Monday, March 12, 2012

6 tips for budding entrepreneurs

My business partner and husband, Kurt Johnson, manages the brand for our company. He had a blog entry recently that I thought spoke to the challenges of small business owners that I wanted to share with you as I think it is insightful. Here goes:

I started this business in July of 2002. I had a great corporate job as a marketing consultant of sorts and traveled weekly giving advice to large corporations. It paid well, but I had the fear that come age 50 I’d be laid off and unemployable. There would be a younger, sharper guy to take my place at a fraction of the cost. In retrospect I was probably right. The recession was just the excuse for many companies to cut expensive mid-level executives with high salaries. Well, I decided 10 years ago to make the plunge and start my own business.

My buddy said that in the first 2 years of having your own business, you cry, "Why did I ever do this?" But after the first 2 years, you say, "Why didn't I do this sooner!" All true. Anyway, in those 10 years here are 6 tips for success.

1.Write a Great Business Plan for Your Worst Critic:I love to come up with new business ideas. The trouble is often that I love the business idea too much. The next step after getting excited is to sit down and write it out. The process gets you to the next level of definition and proof. Search online for a business plan outline. Keep it simple and short, but be ultra detailed. Bring it too your worst critic with a good analytical mind (a banker?). Then listen. Try to fall out of love before making any final de cision.

2.Realize that Despite Your Worst Fears, You are now a Salesperson:
You will need to sell your business plan to your spouse, to your friends, then to your banker or investors before you even get started. Then you will need to sell your product to customers. Even if you plan to hire sales people, you need to manage and help them sell. Sales are the least understood and most important aspect of business. No one wants to be a salesperson, they don't teach it in business school (at least not mine), but you’ll never be successful without the ability to actively solicit prospects, get them excited in your product, and create and close a sales agreement.

3.Make Marketing a Tested Machine:Most business owners will need to advertise, or market, or create a sales force. You can only get so big with referrals, word of mouth, or social networking. When you're relying on direct mail marketing to bring in leads, you can easily see the relationship between marketing and sales, but when you have a highway billboard it's much harder. The relationship though is still the same: marketing brings in leads and without leads there are no new sales. The kiss of death for many businesses during the recession was to cut mar keting. The good ones knew that you needed to do the opposite; in a down economy leads are more costly. Even though billboards or other mass media are hard to quantify, do some analysis to figure it out. Did your sales improve? How much? What was the approximate return on investment? If it didn't pay off, try something new and keep trying until you get that tested Marketing Machine.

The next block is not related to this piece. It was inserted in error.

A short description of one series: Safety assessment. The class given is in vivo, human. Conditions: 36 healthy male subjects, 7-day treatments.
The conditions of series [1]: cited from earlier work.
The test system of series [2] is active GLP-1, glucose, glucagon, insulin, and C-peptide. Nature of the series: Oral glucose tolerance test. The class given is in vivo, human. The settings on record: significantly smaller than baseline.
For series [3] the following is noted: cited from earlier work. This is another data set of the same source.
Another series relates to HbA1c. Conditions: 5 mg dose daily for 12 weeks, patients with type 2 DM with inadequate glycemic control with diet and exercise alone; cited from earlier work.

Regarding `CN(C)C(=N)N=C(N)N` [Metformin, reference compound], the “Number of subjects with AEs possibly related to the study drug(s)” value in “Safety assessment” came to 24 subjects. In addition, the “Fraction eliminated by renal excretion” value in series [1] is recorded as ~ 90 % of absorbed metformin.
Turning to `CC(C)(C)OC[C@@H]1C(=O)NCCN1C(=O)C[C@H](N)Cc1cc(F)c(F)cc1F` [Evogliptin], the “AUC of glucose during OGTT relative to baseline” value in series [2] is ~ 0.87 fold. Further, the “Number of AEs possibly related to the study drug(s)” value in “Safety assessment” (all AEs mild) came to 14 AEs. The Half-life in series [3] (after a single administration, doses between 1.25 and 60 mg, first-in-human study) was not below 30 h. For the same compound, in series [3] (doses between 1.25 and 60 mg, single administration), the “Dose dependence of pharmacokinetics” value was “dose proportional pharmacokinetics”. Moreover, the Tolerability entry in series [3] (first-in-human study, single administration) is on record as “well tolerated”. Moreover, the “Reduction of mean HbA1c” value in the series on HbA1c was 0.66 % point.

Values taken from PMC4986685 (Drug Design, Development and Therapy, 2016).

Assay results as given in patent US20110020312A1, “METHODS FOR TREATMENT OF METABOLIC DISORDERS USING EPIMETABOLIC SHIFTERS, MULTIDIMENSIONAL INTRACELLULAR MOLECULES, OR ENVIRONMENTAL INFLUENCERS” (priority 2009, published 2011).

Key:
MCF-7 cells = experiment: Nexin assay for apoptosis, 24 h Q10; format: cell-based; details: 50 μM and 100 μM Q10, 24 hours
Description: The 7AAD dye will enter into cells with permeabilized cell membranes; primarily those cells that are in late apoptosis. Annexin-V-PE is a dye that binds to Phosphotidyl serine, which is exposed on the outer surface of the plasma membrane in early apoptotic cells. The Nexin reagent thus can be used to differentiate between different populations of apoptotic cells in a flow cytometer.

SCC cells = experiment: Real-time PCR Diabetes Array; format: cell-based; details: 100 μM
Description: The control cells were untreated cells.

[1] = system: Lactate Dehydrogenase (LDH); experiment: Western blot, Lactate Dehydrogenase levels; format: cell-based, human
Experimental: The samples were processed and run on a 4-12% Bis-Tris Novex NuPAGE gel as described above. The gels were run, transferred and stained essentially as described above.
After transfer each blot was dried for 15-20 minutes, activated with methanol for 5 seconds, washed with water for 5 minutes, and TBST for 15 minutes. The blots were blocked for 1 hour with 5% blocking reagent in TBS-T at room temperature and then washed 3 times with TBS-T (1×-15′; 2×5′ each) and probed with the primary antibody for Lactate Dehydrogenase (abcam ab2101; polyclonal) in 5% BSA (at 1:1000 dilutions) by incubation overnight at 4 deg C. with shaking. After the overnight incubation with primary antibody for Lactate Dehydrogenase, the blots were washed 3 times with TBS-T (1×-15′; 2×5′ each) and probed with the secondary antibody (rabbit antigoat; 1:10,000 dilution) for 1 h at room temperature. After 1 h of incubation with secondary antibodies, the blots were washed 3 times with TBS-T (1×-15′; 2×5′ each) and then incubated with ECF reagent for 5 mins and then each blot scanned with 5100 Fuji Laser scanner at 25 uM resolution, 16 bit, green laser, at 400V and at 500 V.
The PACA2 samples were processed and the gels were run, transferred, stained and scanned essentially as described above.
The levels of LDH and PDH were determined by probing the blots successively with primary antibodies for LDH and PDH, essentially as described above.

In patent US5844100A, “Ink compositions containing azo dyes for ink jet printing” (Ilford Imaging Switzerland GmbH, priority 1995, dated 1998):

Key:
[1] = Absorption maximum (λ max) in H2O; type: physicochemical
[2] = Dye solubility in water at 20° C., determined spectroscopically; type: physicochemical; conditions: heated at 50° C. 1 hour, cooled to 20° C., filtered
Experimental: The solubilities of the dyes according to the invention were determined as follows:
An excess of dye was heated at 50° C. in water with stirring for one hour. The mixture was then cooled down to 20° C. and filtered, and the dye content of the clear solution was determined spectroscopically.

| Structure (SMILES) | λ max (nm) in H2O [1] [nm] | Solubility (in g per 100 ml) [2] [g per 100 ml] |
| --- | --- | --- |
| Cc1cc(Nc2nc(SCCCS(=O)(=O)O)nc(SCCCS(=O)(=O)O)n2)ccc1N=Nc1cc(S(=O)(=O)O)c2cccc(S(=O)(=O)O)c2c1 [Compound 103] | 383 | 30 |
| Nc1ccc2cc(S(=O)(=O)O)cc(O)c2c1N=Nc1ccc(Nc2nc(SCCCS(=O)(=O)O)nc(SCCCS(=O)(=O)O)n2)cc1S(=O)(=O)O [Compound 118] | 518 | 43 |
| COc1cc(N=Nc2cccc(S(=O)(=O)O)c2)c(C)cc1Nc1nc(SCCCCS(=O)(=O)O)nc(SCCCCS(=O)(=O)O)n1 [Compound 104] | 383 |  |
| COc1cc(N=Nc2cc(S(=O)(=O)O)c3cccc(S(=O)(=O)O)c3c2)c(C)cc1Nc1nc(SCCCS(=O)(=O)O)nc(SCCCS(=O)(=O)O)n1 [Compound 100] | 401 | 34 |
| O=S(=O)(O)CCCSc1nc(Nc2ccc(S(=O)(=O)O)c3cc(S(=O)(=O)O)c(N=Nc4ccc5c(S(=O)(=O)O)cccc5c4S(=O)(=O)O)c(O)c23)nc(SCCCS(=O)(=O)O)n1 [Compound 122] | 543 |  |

4.Have a Monthly P&L that your 13-Year-Old Understands:I am a business owner, but I still can't decipher the financial reports generated through QuickBooks. So I have my Controller put the information into an easy annual spreadsheet, broken down by month, which shows sales, operating expenses, marketing and sales expenses, and general and administrative expenses. I can compare monthly numbers to previous months or last year's. It's easy to understand and communicate, and it shows very easily where we're screwing up. I know quickly if my labor is too high, my marketing is off, or my sales sucked and I didn't react fast enough to cut expenses.

5.Create Processes, Document Processes, Measure Processes, and Communicate Processes:

As you grow, you'll hire and train more employees. Those same employees will learn their job, and then over time decide to do things their own way. Eventually, with each employee doing their own thing, you will have a product that is inconsistent. Your quality will suck. Create training and process manuals, and then manage to those manuals. Find a way to measure the process and the quality of the product. Reward your employees for exceeding targeted quality and process goals. We give our employees a production bonus. They get a flat percentage of sales in a monthly fund. We subtract from the fund the cost of any re-prints based on poor printing quality or processes not followed. It's great to pass out cash each month for processes followed correctly.

6. Communicate with Your Employees, Your Spouse, Your Partner, Your Best Buddy, and then Someone You Really Trust: Employees get weird, paranoid, disgruntled, misunderstood and generally unhappy if you don't have regular meetings. Read that old book, The One Minute Manager.Try to touch each of the employees you manage as frequently as possible throughout the day if only for a minute. On the other hand, you can get weird, paranoid and unhappy yourself. I try to communicate business issues to people outside of work. Sometimes they get it and sometimes they don't, but the process can give you a sort of emotional release and perspective. And sometimes you get some good advice that helps you in your business. That product bonus idea? From my best buddy.

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